Studying the photos of Puma 1111, I couldn't see any mounts for a spare wheel, or for the full 234 exhausts (parts 60 and 61). The photos I have seem to show some discolouration where they would have been, but it's not obvious as to what happened to them. Needless to say, I left these off, and moved on to the turret.
After I cut the turret free, I noticed that it had no joint/weld marks on it, so back to the photos. I drew marks on where I thought they should be, double checked them and scribed them in, widening them slightly with a scalpel, and adding weld detail directly to the plastic in the process. I built up the 50mm KwK and MG mount as per the instructions, but also added a mount for the gunner's sight at the same time. The site was made with nothing more complicated than a piece of rod, the eyepiece from an old Tamiya ëscope, and some 0.125mm cardstock.
Once the gun carriage assembly was complete, the turret interior, rear barrel and inside of the Saukopf primary mantlet were sprayed interior buff and left aside to dry while I built up and painted the bottom part of the turret, seats and elevation/traverse gear. Once dry, I detailed the gun's breech, added some interior detailing (fuse wire cabling, etc) and put it all together. I added the PE to the turret and hatches, replacing the kit's smoke dischargers with the PE ones, and replaced the kit antenna with one from DML's excellent German Tank Antennae Set. It's also worth noting that Puma 1111 is a command version, and the PE set includes the FuG 8 antenna base armour, this antenna was also taken from the same set.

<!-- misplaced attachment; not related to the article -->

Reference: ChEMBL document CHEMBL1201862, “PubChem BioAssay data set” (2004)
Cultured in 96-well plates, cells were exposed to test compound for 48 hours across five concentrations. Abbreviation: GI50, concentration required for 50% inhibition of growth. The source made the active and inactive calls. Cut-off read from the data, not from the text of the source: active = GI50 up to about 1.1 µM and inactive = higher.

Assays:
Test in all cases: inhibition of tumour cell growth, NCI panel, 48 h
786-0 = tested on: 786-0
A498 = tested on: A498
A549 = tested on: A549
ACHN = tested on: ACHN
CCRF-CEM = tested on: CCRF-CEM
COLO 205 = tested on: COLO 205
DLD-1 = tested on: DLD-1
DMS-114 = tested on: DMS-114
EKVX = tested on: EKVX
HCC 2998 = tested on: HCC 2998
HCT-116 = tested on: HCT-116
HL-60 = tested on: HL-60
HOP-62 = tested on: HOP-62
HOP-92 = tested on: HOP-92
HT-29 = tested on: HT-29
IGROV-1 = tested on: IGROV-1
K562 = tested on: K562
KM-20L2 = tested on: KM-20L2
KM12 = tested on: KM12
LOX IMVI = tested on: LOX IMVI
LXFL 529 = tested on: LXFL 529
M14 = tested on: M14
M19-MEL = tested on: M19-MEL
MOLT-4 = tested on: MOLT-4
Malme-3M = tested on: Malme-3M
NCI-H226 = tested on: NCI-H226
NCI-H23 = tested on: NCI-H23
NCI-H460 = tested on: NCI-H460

As noted above, the interior's primary colour was airbrushed Testors Model Master Panzer Interior Buff, with the various details and fittings picked out by hand, I also added a light dusting of powdered graphite by finger to impart a look of worn paint. This time, I decided not to follow my usual practice of priming the kit with Satin Black spray paint, and used just standard auto primer instead. This was followed a day later by the base coat of dunklegelb (my own mix) and Tamiya Dark Green camouflage applied in a line camouflage scheme, the same was applied to the wheels. Once dry, I brush painted the tires AeroMaster Tire Black with the running surfaces Testors Flat Black.